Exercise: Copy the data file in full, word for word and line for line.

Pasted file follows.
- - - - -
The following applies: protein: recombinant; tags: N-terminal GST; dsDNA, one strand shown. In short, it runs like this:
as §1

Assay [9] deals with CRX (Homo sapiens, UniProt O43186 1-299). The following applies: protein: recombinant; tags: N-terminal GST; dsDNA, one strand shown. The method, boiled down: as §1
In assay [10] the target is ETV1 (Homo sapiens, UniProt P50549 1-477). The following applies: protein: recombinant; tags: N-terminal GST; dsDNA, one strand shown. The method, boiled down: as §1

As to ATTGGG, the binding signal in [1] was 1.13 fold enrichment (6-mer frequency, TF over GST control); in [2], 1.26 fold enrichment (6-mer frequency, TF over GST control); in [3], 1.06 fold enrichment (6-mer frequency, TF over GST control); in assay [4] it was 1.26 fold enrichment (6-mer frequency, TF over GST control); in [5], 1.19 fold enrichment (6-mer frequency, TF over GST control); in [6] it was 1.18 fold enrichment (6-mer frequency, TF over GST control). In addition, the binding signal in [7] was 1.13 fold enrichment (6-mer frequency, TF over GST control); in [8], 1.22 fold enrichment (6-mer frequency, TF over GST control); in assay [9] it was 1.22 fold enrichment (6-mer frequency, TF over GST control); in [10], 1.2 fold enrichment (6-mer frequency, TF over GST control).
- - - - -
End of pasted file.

The following applies: protein: recombinant; tags: N-terminal GST; dsDNA, one strand shown. In short, it runs like this:
as §1

Assay [9] deals with CRX (Homo sapiens, UniProt O43186 1-299). The following applies: protein: recombinant; tags: N-terminal GST; dsDNA, one strand shown. The method, boiled down: as §1
In assay [10] the target is ETV1 (Homo sapiens, UniProt P50549 1-477). The following applies: protein: recombinant; tags: N-terminal GST; dsDNA, one strand shown. The method, boiled down: as §1

As to ATTGGG, the binding signal in [1] was 1.13 fold enrichment (6-mer frequency, TF over GST control); in [2], 1.26 fold enrichment (6-mer frequency, TF over GST control); in [3], 1.06 fold enrichment (6-mer frequency, TF over GST control); in assay [4] it was 1.26 fold enrichment (6-mer frequency, TF over GST control); in [5], 1.19 fold enrichment (6-mer frequency, TF over GST control); in [6] it was 1.18 fold enrichment (6-mer frequency, TF over GST control). In addition, the binding signal in [7] was 1.13 fold enrichment (6-mer frequency, TF over GST control); in [8], 1.22 fold enrichment (6-mer frequency, TF over GST control); in assay [9] it was 1.22 fold enrichment (6-mer frequency, TF over GST control); in [10], 1.2 fold enrichment (6-mer frequency, TF over GST control).